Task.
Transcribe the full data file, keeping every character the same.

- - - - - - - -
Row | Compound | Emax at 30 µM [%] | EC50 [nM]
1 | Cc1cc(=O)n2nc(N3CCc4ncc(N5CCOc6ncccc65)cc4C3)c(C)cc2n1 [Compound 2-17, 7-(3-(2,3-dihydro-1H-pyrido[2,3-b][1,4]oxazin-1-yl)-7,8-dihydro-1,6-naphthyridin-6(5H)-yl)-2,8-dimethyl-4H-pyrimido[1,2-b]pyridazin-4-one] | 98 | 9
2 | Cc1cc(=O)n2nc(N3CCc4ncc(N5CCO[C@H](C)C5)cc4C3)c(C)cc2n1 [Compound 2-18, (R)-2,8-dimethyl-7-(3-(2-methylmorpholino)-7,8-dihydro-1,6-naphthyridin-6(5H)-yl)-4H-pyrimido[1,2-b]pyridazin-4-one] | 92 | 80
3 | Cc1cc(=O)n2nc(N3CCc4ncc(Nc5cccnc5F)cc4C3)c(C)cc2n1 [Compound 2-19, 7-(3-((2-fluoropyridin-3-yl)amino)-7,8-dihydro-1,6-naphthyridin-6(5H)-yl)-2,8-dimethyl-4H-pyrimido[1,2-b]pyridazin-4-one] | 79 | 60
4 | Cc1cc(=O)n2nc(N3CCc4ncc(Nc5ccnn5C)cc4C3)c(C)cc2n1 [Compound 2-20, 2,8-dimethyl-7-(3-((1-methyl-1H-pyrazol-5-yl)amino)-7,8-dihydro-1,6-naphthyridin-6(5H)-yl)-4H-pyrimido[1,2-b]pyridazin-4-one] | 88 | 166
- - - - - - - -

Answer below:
Row | Compound | Emax at 30 µM [%] | EC50 [nM]
1 | Cc1cc(=O)n2nc(N3CCc4ncc(N5CCOc6ncccc65)cc4C3)c(C)cc2n1 [Compound 2-17, 7-(3-(2,3-dihydro-1H-pyrido[2,3-b][1,4]oxazin-1-yl)-7,8-dihydro-1,6-naphthyridin-6(5H)-yl)-2,8-dimethyl-4H-pyrimido[1,2-b]pyridazin-4-one] | 98 | 9
2 | Cc1cc(=O)n2nc(N3CCc4ncc(N5CCO[C@H](C)C5)cc4C3)c(C)cc2n1 [Compound 2-18, (R)-2,8-dimethyl-7-(3-(2-methylmorpholino)-7,8-dihydro-1,6-naphthyridin-6(5H)-yl)-4H-pyrimido[1,2-b]pyridazin-4-one] | 92 | 80
3 | Cc1cc(=O)n2nc(N3CCc4ncc(Nc5cccnc5F)cc4C3)c(C)cc2n1 [Compound 2-19, 7-(3-((2-fluoropyridin-3-yl)amino)-7,8-dihydro-1,6-naphthyridin-6(5H)-yl)-2,8-dimethyl-4H-pyrimido[1,2-b]pyridazin-4-one] | 79 | 60
4 | Cc1cc(=O)n2nc(N3CCc4ncc(Nc5ccnn5C)cc4C3)c(C)cc2n1 [Compound 2-20, 2,8-dimethyl-7-(3-((1-methyl-1H-pyrazol-5-yl)amino)-7,8-dihydro-1,6-naphthyridin-6(5H)-yl)-4H-pyrimido[1,2-b]pyridazin-4-one] | 88 | 166